*Editor's Note: This news was originally published on June 15 and republished June 21 with additional information.
The Hill reports U.S. President Joe Biden and European Union (EU) leaders have come to an agreement to end the trade dispute related to Boeing and Airbus, ending a 17-year battle. This dispute has been a factor for the many tariffs enacted by the two global powers.
Both parties will suspend tariffs related to the dispute for 5 years. This comes after the U.S. and EU announced a temporary suspension on tariffs in March while both sides worked on finding a mutually beneficial arrangement.
The U.S. and EU feel the agreement is necessary to rebuild their relationship and work together to protect their economies from the increasing impact of China on their economies.
Per The Hill, President Biden said democracies like the U.S. and EU are stronger when they work together, and can better enable common values like fair competition and transparency.
Shortly after the agreement was announced, the Committee for European Construction Equipment (CECE) voiced its support of the measure, citing the benefit this will provide to the European construction equipment industry.
CECE Secretary General Riccardo Viaggi said, “After a first 4-months suspension announced in March, this is exactly the positive result we have all been working towards. Indeed, in the last two years, we have been engaging with our industry partners in the EU and in the US, so we are now glad to see it has paid off. These retaliatory tariffs were causing serious economic harm on both sides of the Atlantic, increasing tensions and decreasing economic opportunities. This 5-years suspension can boost trade, accelerate economic recovery and reinstate the transatlantic relationship for even further progress towards a stronger trading partnership.”
CECE notes the importance of the U.S. market to European construction equipment manufacturers, as both are technological centers for the industry which necessitates good trade relations.
Steel tariffs remain, for now
The Hill notes President Biden has not, however, announced plans to lift tariffs on European steel and aluminum which were first put in place by the previous administration. How this will impact ongoing relations between the U.S. and EU remains to be seen.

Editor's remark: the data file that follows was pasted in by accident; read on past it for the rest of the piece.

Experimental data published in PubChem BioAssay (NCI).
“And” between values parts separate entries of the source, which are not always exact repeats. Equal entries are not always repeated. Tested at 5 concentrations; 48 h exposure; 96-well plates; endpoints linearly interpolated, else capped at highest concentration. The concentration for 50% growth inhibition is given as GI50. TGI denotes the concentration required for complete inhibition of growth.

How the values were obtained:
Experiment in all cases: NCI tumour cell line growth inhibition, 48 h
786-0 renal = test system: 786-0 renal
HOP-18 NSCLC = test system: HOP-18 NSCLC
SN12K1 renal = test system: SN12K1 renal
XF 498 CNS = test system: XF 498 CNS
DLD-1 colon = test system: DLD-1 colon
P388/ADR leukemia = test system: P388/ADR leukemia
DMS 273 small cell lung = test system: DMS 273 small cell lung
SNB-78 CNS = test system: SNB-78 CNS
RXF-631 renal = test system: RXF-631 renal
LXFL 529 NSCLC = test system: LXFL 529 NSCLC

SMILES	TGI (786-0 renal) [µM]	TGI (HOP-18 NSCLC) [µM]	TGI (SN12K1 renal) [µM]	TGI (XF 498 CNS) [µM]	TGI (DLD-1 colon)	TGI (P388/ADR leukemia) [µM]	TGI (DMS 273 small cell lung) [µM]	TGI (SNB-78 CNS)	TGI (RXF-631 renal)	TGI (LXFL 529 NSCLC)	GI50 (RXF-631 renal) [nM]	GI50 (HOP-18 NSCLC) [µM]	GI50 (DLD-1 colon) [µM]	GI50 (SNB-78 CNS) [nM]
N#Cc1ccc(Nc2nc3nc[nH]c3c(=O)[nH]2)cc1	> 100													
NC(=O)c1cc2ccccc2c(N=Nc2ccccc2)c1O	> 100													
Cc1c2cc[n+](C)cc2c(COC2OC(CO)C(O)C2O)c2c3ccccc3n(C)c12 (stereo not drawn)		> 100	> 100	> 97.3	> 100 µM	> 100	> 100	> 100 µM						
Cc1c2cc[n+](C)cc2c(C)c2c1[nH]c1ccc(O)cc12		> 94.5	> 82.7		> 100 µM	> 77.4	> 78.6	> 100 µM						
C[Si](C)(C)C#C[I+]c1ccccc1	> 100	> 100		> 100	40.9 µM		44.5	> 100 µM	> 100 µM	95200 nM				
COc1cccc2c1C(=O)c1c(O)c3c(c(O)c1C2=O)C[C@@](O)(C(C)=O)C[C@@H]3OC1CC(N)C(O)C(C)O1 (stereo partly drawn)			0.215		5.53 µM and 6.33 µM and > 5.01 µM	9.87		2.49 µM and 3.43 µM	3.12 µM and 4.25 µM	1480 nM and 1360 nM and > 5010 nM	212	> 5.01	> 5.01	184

While the steel industry continues to tout the benefits of the tariffs, many businesses and industry associations are calling for an end to them saying they are doing more harm than good. In January 2021, a group of U.S. and EU industry associations sent a letter to President Biden and European Commission President Ursula von der Leyen urging a suspension of the tariffs.
Many manufacturers, including those in the heavy equipment industries, have stressed the financial burden these tariffs have placed on their businesses, and in some cases even customers. Data from Tariffs Hurt the Heartland released in 2019—during much of the tariff escalations brought about by the former Trump Administration—showed tariffs costs businesses and consumers $6.8 billion in July of that year, the highest monthly total in U.S. history.
In March, the Association of Equipment Manufacturers (AEM) voiced its support of legislation that would reform Section 232 which was utilized to put many of the tariffs in place. According to AEM President Dennis Slater in a statement on the subject, "The use of Section 232 of the Trade Expansion Act of 1962 to impose tariffs on steel and aluminum has significantly raised the production costs for equipment manufacturer[s] and resulted in harmful retaliatory tariffs by trading partners. Section 232 is intended to be used solely to combat real national security threats—not as an excuse to raise blanket tariffs on other countries. Preventing the misuse of Section 232 tariffs as a blunt negotiating tactic is crucial to both our national and economic security."
Material prices, such as that of steel, remain high, making many question the need for the tariffs. Since their low in August 2020, steel prices have increased 270% reports CNN Business. These costs, and long lead times as well as supply chain challenges are making things challenging for many manufacturers and end customers.
It is still not certain how President Biden will proceed regarding the current tariffs. As previously noted, the steel industry is in favor of them as they feel it helps make them more competitive in the market; the intent of the tariffs was to help bolster U.S. manufacturing and deter import of materials from China or other countries. However, the increased costs on purchasers of the steel appear to be a hinderance on manufacturers, begging the question as to how much the tariffs are benefiting U.S. manufacturing.